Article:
Inside we’ve posted our latest review from this season’s Masters of Horror (all reviews), which airs every Friday on Showtime. Inside you’ll find Tex Massacre’s review of “The Washingtonians” — In episode 2.12, a grieving man discovers among his recently deceased grandmother’s possessions a shocking and grisly secret about our nation’s past that could rewrite history. Johnathon Schaech and Saul Rubinek star in this episode directed by Peter Medak (The Changeling).The Washingtonians (MoH 2.12)
Reviewed By: Tex Massacre
6/10 or 3 Skulls
Masters of Horror is no stranger to satire. Of the 22 episodes that have thus far made up Season One and Two of the original series a fair share of the films have skewered traditional terror for a wittier proposal. Some have succeeded, like John Landis’ FAMILY and more than a few have failed, but each week they bring us back for a more rounded approach to our favorite genre.
Just as many of the episodes presented in the past year, this week’s tale is an adaptation. Bentley Little’s saga of The Washingtonians was first published in an assemblage of short stories aptly titled The Collection—now, it is brought to the screen by Director Peter Medak (THE CHANGLING) Co-writer Richard Chizmar (FROM A BUICK 8) and co-writer/star Jonathan Schaech (THE FORSAKEN).
Schaech plays Mike Franks—a family man who along with his wife and 10-year old daughter travels to Virginia to attend the funeral of his Grandmother. Amongst the posessions in her antebellum estate, Franks discovers a letter that may have been written by George Washington. The rarity of this letter becomes even more shocking when it reveals that the father of our country may have actually been a savage cannibal who feasted on the flesh of the young. As the mystery concerning the letter begins to unfold, The Franks’ come face to face with an age old secret so terrible that it must be told and a band of faithful so intent on keeping up the illusions of the past that they threaten to destroy the entire family.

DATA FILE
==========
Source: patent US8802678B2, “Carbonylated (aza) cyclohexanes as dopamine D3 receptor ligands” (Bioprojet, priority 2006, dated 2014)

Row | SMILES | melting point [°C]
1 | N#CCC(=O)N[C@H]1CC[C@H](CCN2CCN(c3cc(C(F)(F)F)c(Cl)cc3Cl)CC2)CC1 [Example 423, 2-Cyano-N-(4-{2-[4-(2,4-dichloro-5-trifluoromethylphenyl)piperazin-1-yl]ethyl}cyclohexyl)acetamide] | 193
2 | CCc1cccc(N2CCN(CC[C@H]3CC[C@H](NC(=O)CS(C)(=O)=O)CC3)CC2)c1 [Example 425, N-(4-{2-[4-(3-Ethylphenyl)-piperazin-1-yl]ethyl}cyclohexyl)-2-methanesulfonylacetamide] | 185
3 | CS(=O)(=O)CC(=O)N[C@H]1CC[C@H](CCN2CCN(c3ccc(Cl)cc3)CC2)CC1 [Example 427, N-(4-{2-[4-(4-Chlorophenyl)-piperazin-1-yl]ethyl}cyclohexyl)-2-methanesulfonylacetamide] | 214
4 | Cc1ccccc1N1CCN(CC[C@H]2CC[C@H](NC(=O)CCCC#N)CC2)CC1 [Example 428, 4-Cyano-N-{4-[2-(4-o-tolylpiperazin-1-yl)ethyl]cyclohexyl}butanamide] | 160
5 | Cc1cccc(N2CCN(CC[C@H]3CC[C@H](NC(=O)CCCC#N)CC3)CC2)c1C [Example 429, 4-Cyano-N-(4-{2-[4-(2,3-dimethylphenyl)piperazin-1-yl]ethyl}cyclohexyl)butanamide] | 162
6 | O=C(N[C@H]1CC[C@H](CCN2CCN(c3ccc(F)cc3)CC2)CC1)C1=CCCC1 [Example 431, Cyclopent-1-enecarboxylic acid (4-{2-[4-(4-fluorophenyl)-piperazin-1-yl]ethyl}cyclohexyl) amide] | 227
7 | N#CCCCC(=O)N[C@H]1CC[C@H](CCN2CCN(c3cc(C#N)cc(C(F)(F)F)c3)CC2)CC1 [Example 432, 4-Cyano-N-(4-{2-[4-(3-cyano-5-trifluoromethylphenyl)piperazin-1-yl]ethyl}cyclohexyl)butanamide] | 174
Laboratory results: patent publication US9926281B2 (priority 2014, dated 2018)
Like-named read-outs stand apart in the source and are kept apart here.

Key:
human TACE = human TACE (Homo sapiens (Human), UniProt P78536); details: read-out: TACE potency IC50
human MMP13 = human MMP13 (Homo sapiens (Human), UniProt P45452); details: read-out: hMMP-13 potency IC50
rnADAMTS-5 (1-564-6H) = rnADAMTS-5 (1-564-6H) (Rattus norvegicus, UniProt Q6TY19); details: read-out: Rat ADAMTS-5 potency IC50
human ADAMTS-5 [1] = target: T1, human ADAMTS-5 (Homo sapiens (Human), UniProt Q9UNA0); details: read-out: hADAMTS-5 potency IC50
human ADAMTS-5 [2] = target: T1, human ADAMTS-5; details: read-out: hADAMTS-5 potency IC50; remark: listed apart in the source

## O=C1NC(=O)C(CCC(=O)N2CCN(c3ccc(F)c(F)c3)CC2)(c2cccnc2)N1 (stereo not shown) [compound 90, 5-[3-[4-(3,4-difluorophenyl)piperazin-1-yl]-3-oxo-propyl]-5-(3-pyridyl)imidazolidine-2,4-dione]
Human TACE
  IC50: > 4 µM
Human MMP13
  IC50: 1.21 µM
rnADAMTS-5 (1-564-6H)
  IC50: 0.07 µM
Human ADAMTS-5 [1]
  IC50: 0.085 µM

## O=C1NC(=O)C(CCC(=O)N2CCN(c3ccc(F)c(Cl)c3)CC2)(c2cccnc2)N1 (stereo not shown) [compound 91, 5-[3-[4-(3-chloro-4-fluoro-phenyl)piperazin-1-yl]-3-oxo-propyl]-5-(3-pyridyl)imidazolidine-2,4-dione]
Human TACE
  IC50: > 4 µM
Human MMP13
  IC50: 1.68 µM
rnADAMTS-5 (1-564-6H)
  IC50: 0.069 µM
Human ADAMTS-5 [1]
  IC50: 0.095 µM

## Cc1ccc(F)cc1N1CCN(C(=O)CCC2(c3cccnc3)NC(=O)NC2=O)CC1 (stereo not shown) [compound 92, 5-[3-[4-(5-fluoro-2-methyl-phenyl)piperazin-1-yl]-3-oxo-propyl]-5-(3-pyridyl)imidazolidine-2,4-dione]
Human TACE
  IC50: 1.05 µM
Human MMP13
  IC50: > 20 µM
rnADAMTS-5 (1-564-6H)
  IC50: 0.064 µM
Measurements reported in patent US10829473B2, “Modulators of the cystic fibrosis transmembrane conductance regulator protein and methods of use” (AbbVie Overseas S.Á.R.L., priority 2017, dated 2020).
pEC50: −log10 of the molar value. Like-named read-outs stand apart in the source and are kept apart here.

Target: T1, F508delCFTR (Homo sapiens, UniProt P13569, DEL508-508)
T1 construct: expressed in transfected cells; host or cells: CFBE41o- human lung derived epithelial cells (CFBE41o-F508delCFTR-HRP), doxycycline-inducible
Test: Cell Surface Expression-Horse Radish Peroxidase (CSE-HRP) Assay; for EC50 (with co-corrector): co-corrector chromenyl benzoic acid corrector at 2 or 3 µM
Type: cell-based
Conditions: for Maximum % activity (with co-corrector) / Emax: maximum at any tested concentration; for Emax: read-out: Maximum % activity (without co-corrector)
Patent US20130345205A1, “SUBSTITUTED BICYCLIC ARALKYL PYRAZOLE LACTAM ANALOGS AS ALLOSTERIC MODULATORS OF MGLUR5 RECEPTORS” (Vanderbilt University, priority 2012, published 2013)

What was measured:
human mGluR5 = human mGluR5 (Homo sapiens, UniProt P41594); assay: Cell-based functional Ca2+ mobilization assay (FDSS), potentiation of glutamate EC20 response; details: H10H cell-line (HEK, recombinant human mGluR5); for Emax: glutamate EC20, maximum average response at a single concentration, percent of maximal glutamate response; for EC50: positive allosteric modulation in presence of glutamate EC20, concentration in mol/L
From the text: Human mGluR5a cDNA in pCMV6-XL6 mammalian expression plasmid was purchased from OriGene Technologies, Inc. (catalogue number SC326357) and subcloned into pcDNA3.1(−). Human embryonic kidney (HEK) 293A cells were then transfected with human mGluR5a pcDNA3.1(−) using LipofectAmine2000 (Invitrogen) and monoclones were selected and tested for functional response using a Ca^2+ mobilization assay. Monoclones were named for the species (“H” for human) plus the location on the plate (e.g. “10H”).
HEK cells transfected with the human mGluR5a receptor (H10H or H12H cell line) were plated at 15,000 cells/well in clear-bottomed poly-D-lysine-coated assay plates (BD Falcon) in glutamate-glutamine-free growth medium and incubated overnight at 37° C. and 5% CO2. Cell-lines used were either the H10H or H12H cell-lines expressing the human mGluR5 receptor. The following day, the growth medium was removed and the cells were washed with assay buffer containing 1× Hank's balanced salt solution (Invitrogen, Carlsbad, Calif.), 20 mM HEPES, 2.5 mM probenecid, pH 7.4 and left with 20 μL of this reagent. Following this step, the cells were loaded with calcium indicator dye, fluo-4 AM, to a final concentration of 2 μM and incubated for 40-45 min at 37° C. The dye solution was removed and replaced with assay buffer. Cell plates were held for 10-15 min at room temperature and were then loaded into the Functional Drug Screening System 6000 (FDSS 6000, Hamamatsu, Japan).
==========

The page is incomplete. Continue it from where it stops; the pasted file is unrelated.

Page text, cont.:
Taking a cue from past Masters of Horror episodes, Medak’s film is as much a comment on governmental cover-up as it is an outright genre film. If the winners write history, then the details of the victories are inconsequential. It’s this kind of thinking that peppers what might have been little more than a bloodbath of organ chomping—and I promise you, there’s plenty to postmortal consumption taking place here. Unfortunately what works in the episode is often overshadowed by the ham-fisted performances and oddly placed moments of out right comedy.
Schaech is saddled with carrying the film and in his expressionless manner he manages to neither convey the gravity of the situation or the utter terror he should experience as his family’s lives are placed in the path of a band of vicious cannibals—maybe he should have watched THE HILLS HAVE EYES a few times to see what terror looks like. Still, the performance of Schaech is hardly questionable when compared to the scenery chewing madness of Saul Rubinek (TRUE ROMANCE) who is normally one of the very best performers in a film. Rubinek’s portrayal of a college professor cum Indiana Jones is exasperating in his mercifully short amount of screen time. In fact, it is with his arrival that the film begins its rapid descent into an almost slapstick anarchy.
Peter Medak has had and long a varied career helming a broad range of feature films and television shows. In that time he has turned out some impressive work, including ROMEO IS BLEEDING, and THE KRAYS aside episodes of TALES FROM THE CRYPT, THE TWILIGHT ZONE and KINDRED: THE EMBRACED. It’s unfortunate that coming on board as one of the few new directors this season, that Medak could not have chosen a more straightforward film. The problem with THE WASHINGTONIANS is that it’s satire moves too quickly from biting to grating, chalking up one more notch in the “nearly good” category—a column, I might add, that is well stocked with other seemingly promising Masters of Horror episodes.